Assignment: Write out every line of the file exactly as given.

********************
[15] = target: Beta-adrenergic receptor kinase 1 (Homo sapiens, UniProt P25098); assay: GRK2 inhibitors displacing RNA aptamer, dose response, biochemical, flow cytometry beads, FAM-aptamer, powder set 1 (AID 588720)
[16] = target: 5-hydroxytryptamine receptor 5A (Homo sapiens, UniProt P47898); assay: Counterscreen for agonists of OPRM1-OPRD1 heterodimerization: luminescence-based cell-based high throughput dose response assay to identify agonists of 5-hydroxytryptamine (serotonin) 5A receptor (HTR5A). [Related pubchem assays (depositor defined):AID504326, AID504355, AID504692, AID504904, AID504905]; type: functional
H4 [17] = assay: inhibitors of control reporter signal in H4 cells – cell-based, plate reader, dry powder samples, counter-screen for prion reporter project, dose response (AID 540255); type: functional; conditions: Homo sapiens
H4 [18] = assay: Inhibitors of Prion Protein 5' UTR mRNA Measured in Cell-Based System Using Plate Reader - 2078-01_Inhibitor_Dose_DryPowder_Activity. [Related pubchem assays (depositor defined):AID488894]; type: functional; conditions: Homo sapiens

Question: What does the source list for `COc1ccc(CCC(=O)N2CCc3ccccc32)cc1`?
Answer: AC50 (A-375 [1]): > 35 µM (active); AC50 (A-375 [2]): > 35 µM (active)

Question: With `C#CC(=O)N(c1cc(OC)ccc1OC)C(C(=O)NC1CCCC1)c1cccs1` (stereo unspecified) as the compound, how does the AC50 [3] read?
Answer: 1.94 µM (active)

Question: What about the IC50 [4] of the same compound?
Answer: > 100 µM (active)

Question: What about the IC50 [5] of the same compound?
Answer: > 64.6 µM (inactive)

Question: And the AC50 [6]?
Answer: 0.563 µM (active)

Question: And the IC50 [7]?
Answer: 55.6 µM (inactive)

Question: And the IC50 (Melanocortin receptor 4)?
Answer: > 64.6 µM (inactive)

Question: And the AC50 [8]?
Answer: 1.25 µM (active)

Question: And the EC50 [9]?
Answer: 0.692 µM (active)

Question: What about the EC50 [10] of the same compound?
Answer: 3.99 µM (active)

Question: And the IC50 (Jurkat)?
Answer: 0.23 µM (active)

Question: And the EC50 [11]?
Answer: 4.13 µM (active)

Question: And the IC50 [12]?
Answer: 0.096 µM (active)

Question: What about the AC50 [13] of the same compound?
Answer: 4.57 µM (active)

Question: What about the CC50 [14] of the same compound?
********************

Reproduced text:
[15] = target: Beta-adrenergic receptor kinase 1 (Homo sapiens, UniProt P25098); assay: GRK2 inhibitors displacing RNA aptamer, dose response, biochemical, flow cytometry beads, FAM-aptamer, powder set 1 (AID 588720)
[16] = target: 5-hydroxytryptamine receptor 5A (Homo sapiens, UniProt P47898); assay: Counterscreen for agonists of OPRM1-OPRD1 heterodimerization: luminescence-based cell-based high throughput dose response assay to identify agonists of 5-hydroxytryptamine (serotonin) 5A receptor (HTR5A). [Related pubchem assays (depositor defined):AID504326, AID504355, AID504692, AID504904, AID504905]; type: functional
H4 [17] = assay: inhibitors of control reporter signal in H4 cells – cell-based, plate reader, dry powder samples, counter-screen for prion reporter project, dose response (AID 540255); type: functional; conditions: Homo sapiens
H4 [18] = assay: Inhibitors of Prion Protein 5' UTR mRNA Measured in Cell-Based System Using Plate Reader - 2078-01_Inhibitor_Dose_DryPowder_Activity. [Related pubchem assays (depositor defined):AID488894]; type: functional; conditions: Homo sapiens

Question: What does the source list for `COc1ccc(CCC(=O)N2CCc3ccccc32)cc1`?
Answer: AC50 (A-375 [1]): > 35 µM (active); AC50 (A-375 [2]): > 35 µM (active)

Question: With `C#CC(=O)N(c1cc(OC)ccc1OC)C(C(=O)NC1CCCC1)c1cccs1` (stereo unspecified) as the compound, how does the AC50 [3] read?
Answer: 1.94 µM (active)

Question: What about the IC50 [4] of the same compound?
Answer: > 100 µM (active)

Question: What about the IC50 [5] of the same compound?
Answer: > 64.6 µM (inactive)

Question: And the AC50 [6]?
Answer: 0.563 µM (active)

Question: And the IC50 [7]?
Answer: 55.6 µM (inactive)

Question: And the IC50 (Melanocortin receptor 4)?
Answer: > 64.6 µM (inactive)

Question: And the AC50 [8]?
Answer: 1.25 µM (active)

Question: And the EC50 [9]?
Answer: 0.692 µM (active)

Question: What about the EC50 [10] of the same compound?
Answer: 3.99 µM (active)

Question: And the IC50 (Jurkat)?
Answer: 0.23 µM (active)

Question: And the EC50 [11]?
Answer: 4.13 µM (active)

Question: And the IC50 [12]?
Answer: 0.096 µM (active)

Question: What about the AC50 [13] of the same compound?
Answer: 4.57 µM (active)

Question: What about the CC50 [14] of the same compound?